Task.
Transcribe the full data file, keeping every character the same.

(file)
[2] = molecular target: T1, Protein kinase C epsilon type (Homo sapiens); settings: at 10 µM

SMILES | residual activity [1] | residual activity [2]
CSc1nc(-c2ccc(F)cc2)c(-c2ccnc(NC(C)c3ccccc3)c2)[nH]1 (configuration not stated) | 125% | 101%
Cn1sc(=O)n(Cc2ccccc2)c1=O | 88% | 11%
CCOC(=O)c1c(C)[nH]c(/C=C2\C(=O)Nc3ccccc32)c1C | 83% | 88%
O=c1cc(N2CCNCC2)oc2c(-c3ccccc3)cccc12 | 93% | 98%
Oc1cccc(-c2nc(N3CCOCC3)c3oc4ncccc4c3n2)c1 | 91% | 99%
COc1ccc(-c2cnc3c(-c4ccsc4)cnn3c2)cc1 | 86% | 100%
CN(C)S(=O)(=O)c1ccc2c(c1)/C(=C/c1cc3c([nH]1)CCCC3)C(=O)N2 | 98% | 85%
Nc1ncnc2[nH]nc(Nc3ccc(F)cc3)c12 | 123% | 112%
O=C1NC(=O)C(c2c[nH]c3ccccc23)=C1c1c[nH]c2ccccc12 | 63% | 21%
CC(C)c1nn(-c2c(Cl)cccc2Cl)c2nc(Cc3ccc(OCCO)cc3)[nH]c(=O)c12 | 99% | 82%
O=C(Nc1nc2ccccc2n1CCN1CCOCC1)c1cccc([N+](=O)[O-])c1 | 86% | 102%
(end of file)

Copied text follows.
[2] = molecular target: T1, Protein kinase C epsilon type (Homo sapiens); settings: at 10 µM

SMILES | residual activity [1] | residual activity [2]
CSc1nc(-c2ccc(F)cc2)c(-c2ccnc(NC(C)c3ccccc3)c2)[nH]1 (configuration not stated) | 125% | 101%
Cn1sc(=O)n(Cc2ccccc2)c1=O | 88% | 11%
CCOC(=O)c1c(C)[nH]c(/C=C2\C(=O)Nc3ccccc32)c1C | 83% | 88%
O=c1cc(N2CCNCC2)oc2c(-c3ccccc3)cccc12 | 93% | 98%
Oc1cccc(-c2nc(N3CCOCC3)c3oc4ncccc4c3n2)c1 | 91% | 99%
COc1ccc(-c2cnc3c(-c4ccsc4)cnn3c2)cc1 | 86% | 100%
CN(C)S(=O)(=O)c1ccc2c(c1)/C(=C/c1cc3c([nH]1)CCCC3)C(=O)N2 | 98% | 85%
Nc1ncnc2[nH]nc(Nc3ccc(F)cc3)c12 | 123% | 112%
O=C1NC(=O)C(c2c[nH]c3ccccc23)=C1c1c[nH]c2ccccc12 | 63% | 21%
CC(C)c1nn(-c2c(Cl)cccc2Cl)c2nc(Cc3ccc(OCCO)cc3)[nH]c(=O)c12 | 99% | 82%
O=C(Nc1nc2ccccc2n1CCN1CCOCC1)c1cccc([N+](=O)[O-])c1 | 86% | 102%